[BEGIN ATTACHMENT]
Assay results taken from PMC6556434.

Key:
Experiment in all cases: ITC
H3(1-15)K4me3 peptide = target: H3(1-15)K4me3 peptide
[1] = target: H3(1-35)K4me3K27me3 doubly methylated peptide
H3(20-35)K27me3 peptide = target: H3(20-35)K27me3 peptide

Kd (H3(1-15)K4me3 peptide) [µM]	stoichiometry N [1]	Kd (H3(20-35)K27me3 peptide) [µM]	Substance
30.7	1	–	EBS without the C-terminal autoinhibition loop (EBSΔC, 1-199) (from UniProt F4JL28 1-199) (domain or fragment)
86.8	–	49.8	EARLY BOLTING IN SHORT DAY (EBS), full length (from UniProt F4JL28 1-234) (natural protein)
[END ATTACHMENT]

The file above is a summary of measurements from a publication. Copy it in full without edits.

Assay results taken from PMC6556434.

Key:
Experiment in all cases: ITC
H3(1-15)K4me3 peptide = target: H3(1-15)K4me3 peptide
[1] = target: H3(1-35)K4me3K27me3 doubly methylated peptide
H3(20-35)K27me3 peptide = target: H3(20-35)K27me3 peptide

Kd (H3(1-15)K4me3 peptide) [µM]	stoichiometry N [1]	Kd (H3(20-35)K27me3 peptide) [µM]	Substance
30.7	1	–	EBS without the C-terminal autoinhibition loop (EBSΔC, 1-199) (from UniProt F4JL28 1-199) (domain or fragment)
86.8	–	49.8	EARLY BOLTING IN SHORT DAY (EBS), full length (from UniProt F4JL28 1-234) (natural protein)